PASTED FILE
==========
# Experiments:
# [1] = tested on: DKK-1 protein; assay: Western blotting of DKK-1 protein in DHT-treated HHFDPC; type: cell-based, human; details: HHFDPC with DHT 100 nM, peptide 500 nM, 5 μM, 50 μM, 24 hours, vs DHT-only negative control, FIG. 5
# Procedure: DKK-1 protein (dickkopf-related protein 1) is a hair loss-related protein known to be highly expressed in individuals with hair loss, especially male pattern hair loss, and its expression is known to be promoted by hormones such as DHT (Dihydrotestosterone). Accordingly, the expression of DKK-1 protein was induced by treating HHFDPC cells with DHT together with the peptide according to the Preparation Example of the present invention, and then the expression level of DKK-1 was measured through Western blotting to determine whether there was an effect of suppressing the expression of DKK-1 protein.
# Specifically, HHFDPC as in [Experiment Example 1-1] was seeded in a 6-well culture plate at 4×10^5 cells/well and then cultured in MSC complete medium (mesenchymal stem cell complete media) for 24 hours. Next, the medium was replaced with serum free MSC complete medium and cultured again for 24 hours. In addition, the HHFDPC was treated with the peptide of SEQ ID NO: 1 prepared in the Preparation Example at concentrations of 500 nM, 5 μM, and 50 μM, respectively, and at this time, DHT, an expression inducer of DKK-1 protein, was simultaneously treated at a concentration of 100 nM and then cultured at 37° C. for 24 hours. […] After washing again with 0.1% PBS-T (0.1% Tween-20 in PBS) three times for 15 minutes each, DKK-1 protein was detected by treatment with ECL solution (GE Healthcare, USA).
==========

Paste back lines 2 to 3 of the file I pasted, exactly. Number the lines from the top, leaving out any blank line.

# [1] = tested on: DKK-1 protein; assay: Western blotting of DKK-1 protein in DHT-treated HHFDPC; type: cell-based, human; details: HHFDPC with DHT 100 nM, peptide 500 nM, 5 μM, 50 μM, 24 hours, vs DHT-only negative control, FIG. 5
# Procedure: DKK-1 protein (dickkopf-related protein 1) is a hair loss-related protein known to be highly expressed in individuals with hair loss, especially male pattern hair loss, and its expression is known to be promoted by hormones such as DHT (Dihydrotestosterone). Accordingly, the expression of DKK-1 protein was induced by treating HHFDPC cells with DHT together with the peptide according to the Preparation Example of the present invention, and then the expression level of DKK-1 was measured through Western blotting to determine whether there was an effect of suppressing the expression of DKK-1 protein.